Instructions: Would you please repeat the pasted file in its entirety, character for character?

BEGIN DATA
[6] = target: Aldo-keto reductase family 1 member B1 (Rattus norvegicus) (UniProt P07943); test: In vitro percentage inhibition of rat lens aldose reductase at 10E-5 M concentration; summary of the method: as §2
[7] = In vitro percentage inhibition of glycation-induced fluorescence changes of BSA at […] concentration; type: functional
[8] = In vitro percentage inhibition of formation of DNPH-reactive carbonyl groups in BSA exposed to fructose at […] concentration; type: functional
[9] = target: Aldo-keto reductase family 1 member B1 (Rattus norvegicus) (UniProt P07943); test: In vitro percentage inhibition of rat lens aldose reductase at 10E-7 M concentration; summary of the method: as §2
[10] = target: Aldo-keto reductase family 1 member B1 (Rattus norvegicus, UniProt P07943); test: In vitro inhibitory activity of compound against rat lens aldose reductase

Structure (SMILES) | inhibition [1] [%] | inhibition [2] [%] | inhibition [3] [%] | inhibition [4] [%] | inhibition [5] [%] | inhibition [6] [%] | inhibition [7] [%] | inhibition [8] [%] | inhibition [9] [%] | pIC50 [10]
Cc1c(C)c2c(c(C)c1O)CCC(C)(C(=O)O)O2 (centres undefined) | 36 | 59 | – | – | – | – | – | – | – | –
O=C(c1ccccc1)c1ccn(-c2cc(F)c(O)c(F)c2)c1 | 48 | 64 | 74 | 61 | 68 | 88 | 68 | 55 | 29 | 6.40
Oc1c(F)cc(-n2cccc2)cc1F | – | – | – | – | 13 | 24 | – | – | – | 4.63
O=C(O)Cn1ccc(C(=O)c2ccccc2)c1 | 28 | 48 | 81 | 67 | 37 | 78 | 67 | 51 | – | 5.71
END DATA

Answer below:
[6] = target: Aldo-keto reductase family 1 member B1 (Rattus norvegicus) (UniProt P07943); test: In vitro percentage inhibition of rat lens aldose reductase at 10E-5 M concentration; summary of the method: as §2
[7] = In vitro percentage inhibition of glycation-induced fluorescence changes of BSA at […] concentration; type: functional
[8] = In vitro percentage inhibition of formation of DNPH-reactive carbonyl groups in BSA exposed to fructose at […] concentration; type: functional
[9] = target: Aldo-keto reductase family 1 member B1 (Rattus norvegicus) (UniProt P07943); test: In vitro percentage inhibition of rat lens aldose reductase at 10E-7 M concentration; summary of the method: as §2
[10] = target: Aldo-keto reductase family 1 member B1 (Rattus norvegicus, UniProt P07943); test: In vitro inhibitory activity of compound against rat lens aldose reductase

Structure (SMILES) | inhibition [1] [%] | inhibition [2] [%] | inhibition [3] [%] | inhibition [4] [%] | inhibition [5] [%] | inhibition [6] [%] | inhibition [7] [%] | inhibition [8] [%] | inhibition [9] [%] | pIC50 [10]
Cc1c(C)c2c(c(C)c1O)CCC(C)(C(=O)O)O2 (centres undefined) | 36 | 59 | – | – | – | – | – | – | – | –
O=C(c1ccccc1)c1ccn(-c2cc(F)c(O)c(F)c2)c1 | 48 | 64 | 74 | 61 | 68 | 88 | 68 | 55 | 29 | 6.40
Oc1c(F)cc(-n2cccc2)cc1F | – | – | – | – | 13 | 24 | – | – | – | 4.63
O=C(O)Cn1ccc(C(=O)c2ccccc2)c1 | 28 | 48 | 81 | 67 | 37 | 78 | 67 | 51 | – | 5.71